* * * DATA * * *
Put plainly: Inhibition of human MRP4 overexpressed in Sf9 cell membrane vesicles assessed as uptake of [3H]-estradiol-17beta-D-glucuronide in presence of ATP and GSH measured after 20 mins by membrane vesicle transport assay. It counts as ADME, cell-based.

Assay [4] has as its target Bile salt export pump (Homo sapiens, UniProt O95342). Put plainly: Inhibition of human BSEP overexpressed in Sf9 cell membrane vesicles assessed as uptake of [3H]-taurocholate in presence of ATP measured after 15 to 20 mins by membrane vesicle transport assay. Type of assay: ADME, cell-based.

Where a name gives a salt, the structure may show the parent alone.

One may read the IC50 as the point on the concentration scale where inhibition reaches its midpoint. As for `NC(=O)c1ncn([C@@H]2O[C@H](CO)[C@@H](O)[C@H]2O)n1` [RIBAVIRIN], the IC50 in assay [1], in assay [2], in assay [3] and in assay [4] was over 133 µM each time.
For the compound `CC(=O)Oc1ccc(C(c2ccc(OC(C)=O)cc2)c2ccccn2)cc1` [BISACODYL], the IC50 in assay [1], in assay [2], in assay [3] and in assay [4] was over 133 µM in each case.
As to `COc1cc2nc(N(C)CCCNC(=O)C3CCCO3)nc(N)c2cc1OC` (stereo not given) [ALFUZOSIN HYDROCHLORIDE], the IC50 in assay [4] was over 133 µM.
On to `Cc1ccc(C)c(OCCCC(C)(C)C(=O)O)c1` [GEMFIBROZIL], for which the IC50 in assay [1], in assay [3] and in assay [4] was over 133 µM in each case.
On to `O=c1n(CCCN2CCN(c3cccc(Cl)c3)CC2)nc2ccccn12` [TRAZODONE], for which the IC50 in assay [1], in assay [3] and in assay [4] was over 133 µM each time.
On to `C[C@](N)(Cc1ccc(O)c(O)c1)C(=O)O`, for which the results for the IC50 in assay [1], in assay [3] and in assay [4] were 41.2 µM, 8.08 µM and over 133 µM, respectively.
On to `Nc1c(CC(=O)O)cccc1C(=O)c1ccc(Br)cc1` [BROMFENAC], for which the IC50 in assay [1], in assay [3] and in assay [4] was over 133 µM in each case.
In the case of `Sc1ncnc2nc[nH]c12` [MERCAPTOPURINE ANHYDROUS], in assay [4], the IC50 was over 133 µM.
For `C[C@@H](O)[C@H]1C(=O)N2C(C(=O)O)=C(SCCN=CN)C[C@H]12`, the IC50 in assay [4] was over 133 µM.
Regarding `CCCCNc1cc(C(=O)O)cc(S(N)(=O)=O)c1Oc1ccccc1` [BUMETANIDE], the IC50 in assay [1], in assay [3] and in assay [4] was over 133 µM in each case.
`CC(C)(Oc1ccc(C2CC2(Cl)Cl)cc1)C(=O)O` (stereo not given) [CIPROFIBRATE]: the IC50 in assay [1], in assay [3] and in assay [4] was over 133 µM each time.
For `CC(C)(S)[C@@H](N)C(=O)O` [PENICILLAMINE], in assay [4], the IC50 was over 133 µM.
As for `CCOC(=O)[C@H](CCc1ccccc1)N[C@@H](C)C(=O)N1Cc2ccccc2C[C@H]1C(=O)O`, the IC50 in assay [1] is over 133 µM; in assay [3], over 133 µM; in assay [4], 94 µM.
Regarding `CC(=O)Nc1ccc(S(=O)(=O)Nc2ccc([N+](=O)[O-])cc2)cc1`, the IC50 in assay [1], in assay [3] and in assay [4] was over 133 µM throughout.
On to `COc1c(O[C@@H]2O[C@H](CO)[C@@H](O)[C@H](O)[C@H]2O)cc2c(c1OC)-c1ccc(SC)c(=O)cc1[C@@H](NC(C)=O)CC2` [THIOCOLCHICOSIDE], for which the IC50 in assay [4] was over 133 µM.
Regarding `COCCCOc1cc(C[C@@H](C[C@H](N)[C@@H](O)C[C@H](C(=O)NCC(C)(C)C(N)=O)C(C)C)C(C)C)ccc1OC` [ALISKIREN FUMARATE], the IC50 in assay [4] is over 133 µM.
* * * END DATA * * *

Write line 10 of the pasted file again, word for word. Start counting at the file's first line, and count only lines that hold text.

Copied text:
On to `Nc1c(CC(=O)O)cccc1C(=O)c1ccc(Br)cc1` [BROMFENAC], for which the IC50 in assay [1], in assay [3] and in assay [4] was over 133 µM in each case.